Hooked up - a digital timer counts down as it cooks your hair

Getting impatient - are we done yet??
In big curls
I was starving after the hair treatment so didn't take the time to get a few good pictures immediately after the stylist blew out the hair and applied wax to the tips.  In retrospect that was really unfortunate, as it's pretty much impossible for me to get that post-salon blow out look.  Oh well.  This was taken the night of:
It has taken a while to get used to this hair.  You're not supposed to comb the ends where the curls are and you really can't towel dry it by rubbing it back and forth (leads to frizz city).   I tend to lose volume and curl as the day wears on, but it curls up again once I spray it or wash it.  Overall, I'd say that while the hairstyle is relatively low maintenance, it isn't that low maintenance.  I had to get curl-enhancing shampoo and conditioner, as well as a curling creme.  It takes some care and coaxing, especially after the gym or in the morning.

Wednesday, January 16, 2013

Grassroots Pantry

I went to brunch with two girlfriends at Grassroots Pantry in Sai Ying Pun on Saturday.  It is a vegan joint that serves a variety of foods, but the menu in particular seemed to reflect Chinese, Moroccan and Indian influences.

The space is very cute and channels the New York vibe that I miss so much:

Tri-coloured couscous with roasted root vegetable medley 
Asparagus and mushroom spaghetti with truffle oil
Caramelized apple cake
I felt very healthy (and surprisingly full) after brunch!

Tuesday, January 15, 2013

Filming in Hong Kong

Fun little diversion on my walk to work the other day:

Too bad I don't recognize any Hong Kong pop stars...or watch any Cantonese movies.

Monday, January 14, 2013

Space Heater

The last post pretty much summed up our Christmas and new year holidays.  Now it's back to the grind.

We returned to Hong Kong super excited that we were back in warm weather.  Even though Hong Kong residents were grumbling about the cold snap that had just swept the city (12 degrees Celsius, or approximately 50 degrees Fahrenheit), the city felt positively tropical to us after skiing in Ruka in -18 Celsius!  It's all relative.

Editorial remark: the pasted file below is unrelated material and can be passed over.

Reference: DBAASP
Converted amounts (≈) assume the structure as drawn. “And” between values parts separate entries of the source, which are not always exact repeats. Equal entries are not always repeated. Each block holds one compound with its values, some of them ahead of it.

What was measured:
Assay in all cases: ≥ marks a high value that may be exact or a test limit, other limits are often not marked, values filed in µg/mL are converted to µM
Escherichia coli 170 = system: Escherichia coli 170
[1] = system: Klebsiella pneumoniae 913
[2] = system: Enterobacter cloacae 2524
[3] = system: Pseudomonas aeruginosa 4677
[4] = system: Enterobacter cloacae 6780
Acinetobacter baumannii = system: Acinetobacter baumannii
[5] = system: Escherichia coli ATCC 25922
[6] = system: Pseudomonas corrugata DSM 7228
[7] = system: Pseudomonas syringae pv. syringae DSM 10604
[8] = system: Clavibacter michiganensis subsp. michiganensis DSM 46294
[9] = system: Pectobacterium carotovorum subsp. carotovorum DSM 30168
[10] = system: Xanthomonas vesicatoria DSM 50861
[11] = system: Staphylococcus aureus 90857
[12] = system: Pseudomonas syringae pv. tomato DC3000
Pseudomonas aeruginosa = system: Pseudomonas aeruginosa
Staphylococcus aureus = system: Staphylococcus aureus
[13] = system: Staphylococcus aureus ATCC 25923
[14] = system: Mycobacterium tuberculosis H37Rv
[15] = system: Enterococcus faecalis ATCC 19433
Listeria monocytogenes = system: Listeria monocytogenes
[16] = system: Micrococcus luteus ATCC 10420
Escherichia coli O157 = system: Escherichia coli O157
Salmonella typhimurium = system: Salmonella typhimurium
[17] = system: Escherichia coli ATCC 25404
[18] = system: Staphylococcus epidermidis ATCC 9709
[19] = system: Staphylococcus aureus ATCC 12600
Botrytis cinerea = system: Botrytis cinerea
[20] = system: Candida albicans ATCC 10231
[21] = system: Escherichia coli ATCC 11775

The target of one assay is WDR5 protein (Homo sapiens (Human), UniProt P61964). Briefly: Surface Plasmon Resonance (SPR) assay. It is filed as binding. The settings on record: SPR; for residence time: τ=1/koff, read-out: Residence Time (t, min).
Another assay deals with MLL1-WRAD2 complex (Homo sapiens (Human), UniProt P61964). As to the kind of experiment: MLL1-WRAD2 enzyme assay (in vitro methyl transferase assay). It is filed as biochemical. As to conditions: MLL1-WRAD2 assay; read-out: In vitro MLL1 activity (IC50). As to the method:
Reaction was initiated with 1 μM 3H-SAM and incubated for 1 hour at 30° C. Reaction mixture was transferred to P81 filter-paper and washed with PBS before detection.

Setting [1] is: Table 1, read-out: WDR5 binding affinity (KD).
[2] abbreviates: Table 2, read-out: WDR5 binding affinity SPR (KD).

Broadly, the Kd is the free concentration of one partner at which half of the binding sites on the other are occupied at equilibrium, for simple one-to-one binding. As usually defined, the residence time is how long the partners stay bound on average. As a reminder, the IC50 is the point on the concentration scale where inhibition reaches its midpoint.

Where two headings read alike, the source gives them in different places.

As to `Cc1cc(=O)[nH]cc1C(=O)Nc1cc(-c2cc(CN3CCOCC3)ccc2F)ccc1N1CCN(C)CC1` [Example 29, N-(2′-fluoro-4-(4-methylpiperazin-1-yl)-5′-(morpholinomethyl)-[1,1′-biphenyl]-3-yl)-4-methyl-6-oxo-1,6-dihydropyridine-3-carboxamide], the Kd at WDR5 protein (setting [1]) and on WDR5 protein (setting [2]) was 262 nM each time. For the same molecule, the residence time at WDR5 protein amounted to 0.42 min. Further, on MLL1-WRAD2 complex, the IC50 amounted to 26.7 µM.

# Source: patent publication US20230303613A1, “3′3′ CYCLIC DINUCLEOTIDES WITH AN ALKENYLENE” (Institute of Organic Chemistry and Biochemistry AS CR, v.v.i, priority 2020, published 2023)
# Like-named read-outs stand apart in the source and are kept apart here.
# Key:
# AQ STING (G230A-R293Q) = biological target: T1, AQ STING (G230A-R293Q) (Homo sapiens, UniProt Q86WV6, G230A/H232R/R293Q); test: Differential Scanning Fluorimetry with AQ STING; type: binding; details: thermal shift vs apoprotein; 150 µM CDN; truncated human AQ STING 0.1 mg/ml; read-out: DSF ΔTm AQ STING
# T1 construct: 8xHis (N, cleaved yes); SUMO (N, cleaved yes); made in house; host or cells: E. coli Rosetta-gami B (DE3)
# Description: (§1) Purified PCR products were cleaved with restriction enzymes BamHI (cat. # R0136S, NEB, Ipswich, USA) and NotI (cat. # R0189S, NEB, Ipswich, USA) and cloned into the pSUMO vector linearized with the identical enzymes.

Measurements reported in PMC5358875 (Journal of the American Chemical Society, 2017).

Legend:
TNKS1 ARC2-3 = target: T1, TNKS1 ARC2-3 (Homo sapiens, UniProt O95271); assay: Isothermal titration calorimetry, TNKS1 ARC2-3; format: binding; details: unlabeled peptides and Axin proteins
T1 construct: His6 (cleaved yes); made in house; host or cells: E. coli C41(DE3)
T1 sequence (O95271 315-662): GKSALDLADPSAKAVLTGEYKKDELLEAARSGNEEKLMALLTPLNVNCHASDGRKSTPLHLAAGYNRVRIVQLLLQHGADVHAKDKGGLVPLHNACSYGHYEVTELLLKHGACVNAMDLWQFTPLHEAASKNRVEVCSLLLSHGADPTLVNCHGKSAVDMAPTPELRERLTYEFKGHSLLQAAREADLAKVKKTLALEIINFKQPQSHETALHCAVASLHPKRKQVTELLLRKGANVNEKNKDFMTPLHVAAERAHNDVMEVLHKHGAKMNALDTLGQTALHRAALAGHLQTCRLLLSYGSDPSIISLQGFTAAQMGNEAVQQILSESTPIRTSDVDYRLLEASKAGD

However, our apartment was disappointingly frigid.  I don't think I've previously mentioned, but apartments in Hong Kong usually aren't equipped with any heat.  For some reason, when it cools down just a bit outside, it becomes bracingly cold inside.  When we returned from vacation, it was so much warmer outside than in our apartment that we opened all of the windows, hoping to warm up the interiors.

Two more days of shivering under the covers and walking around with thick layers, and we finally succumbed -- we bought a space heater.  It seems so silly to have to buy a heater when you live in Hong Kong, but we finally took the plunge and haven't looked back.

Sunday, January 13, 2013

Last Day in Moscow

We pulled into Moscow at almost 8 AM on January 1, to an absolutely quiet city.  The streets and the metro were deserted.  In Red Square, we could only see some stray bits of confetti as evidence of the previous nights' festivities.  From there, we walked around in vain searching for an open coffee shop or bakery.  I knew that Russians took their New Year celebrations seriously, but I had thought at least some cafes would be open.  I was pretty much dead wrong on this point.

After walking for ages in vain, we finally spotted what looked like an open restaurant.  I was super excited until we got closer and saw the door swing open and a couple stumble out.  It was a nightclub, and the party was still going at 10:30 AM.  Impressive.

Finally, we heard music being pumped out of a diner.  It turned out to be The Beverly Hills Diner, serving up America's finest breakfast and burgers:

Oh well.  We were cold enough and hungry enough to stumble gratefully into the only establishment open in all of Moscow.  After loading up on breakfast and coffee, we began our tour of the Moscow metro.   Commonly referred to as "The People's Palace," the metro was one of the USSR's most extravagant projects.  Nearly all of the stations have marble walls and floors, high ceilings and lots of chandeliers.   Today, the Moscow metro carries over 7 million passengers every day - the largest flow of commuters in the world.  Taking a tour is quite cost-efficient too, since every ride costs the same no matter the distance traveled and regardless of the number of transfers.

When we travel in Asia, people always think that I'm the local and Michael stands out as the tourist (not surprisingly).  Before this trip, Michael and I had laughed that I would finally stand out more than him in Russia.   But many Russians that we saw on the street and in the metro have strong Asiatic features.  In the end, we concluded that I still stand the better chance of blending in as a local!